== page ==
even legendary musical artists get nervous Before coming out on stage. Paul McCartney he has performed for millions of people around the world, but still had to overcome stage fright like just about everyone else. To counteract his nervousness, McCartney told himself something that helped cure his stage fright later in his career.
Paul McCartney believed that the public initially hated him
Although Paul McCartney shows confidence on stage, he was nervous at first, especially in the early days of the beatles. In an interview with the Fly on the wall podcast with Dana Carvey and David Spade, the “Maybe I’m Amazed” singer said his nerves stemmed from believing the audience hated him and that he had to win the crowd over with his performance.
“When we started, I used to get really nervous,” McCartney said. “I was trying to think why because, you know, we were pretty popular even in the beginning. I thought he would look at the audience and think, ‘Everybody hates me. So I have to do something good to make them like me.’ That’s where my nerves came from. They all look at me like, ‘What’s wrong?’”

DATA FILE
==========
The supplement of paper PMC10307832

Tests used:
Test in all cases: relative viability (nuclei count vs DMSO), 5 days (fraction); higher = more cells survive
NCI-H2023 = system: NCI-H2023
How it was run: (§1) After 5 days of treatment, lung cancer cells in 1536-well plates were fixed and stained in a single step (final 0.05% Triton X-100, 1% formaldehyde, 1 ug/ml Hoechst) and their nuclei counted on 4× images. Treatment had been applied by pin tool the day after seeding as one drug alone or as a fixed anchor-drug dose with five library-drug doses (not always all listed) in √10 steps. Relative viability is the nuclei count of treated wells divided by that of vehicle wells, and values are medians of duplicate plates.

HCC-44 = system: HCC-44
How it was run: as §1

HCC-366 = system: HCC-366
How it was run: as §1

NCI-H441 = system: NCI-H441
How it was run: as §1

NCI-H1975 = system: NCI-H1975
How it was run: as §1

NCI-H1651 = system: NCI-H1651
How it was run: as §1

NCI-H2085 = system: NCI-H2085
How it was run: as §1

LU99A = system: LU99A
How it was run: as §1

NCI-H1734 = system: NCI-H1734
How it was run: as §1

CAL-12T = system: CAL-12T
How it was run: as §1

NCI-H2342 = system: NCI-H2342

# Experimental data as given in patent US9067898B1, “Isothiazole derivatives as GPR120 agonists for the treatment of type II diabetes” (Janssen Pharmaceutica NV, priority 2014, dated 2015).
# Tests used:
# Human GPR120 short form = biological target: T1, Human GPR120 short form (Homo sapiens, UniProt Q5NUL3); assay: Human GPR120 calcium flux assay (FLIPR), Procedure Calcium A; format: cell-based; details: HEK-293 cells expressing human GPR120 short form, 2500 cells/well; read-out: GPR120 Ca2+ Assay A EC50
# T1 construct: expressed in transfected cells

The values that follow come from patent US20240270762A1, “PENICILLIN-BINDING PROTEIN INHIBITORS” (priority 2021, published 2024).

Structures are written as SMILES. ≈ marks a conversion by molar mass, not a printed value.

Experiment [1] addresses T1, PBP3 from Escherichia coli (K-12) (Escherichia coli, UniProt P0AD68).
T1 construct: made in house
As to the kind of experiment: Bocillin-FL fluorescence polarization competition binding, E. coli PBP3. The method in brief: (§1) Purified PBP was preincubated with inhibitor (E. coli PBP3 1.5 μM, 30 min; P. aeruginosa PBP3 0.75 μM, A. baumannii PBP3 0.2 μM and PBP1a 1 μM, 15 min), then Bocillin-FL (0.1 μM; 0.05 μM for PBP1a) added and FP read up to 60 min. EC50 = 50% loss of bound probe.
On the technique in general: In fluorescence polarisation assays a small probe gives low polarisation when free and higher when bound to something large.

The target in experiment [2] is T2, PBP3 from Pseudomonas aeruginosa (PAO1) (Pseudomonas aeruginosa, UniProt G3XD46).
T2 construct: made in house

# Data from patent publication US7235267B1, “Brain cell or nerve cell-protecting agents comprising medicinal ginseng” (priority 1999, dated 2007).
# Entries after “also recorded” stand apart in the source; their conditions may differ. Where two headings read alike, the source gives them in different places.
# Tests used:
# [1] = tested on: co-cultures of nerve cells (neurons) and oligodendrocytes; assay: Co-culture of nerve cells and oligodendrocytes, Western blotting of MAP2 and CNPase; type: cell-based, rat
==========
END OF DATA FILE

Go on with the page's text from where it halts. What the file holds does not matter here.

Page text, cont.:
Paul McCartney cured his stage fright with a revelation
Later in his career, Paul realized that these people were paying for tickets to see him perform. He’s leading the way because everyone loves him and is excited to see him. He said his nerves went away after this revelation because he was able to focus on giving the crowd a great show.
“Over the years, I suddenly realized at one point, ‘Wait a minute. They’ve all paid to come see me. So they probably like me,’” McCartney shared. “And once I realized that they probably liked it, I really relaxed. So yeah, I’m pretty relaxed now, and if I do new things or try a trick, I’m relaxed enough to do it.”
McCartney loves to hug the crowd.
McCartney is one of the most famous and beloved artists in the world. Even at 80, the former Beatle is still sell out shows worldwide. He told the podcast that he likes to be on stage, doing nothing, just enjoying the hug of the audience every time he performs in a new place.
“What I started doing a couple of years ago was…getting to an audience that really loves you, for example, if you haven’t been there before, which I love, when you go to a town you’ve never been to because they’re more excited, I would feel this energy coming out of them, ‘Oh, gosh, this is great,’” he explained. “So I started by saying, ‘Just a minute. You know what, this is all great. I’m going to take a minute to take all of this for myself. Then I get off the mic and just stand there… I love it. It’s a great thing with the audience.”
McCartney acknowledges that it’s pretty conceited to stand on stage and have a crowd cheer you on, but he also knows that people have paid to see him. He is confident that he can stand on stage and do nothing, and the crowd will still clap.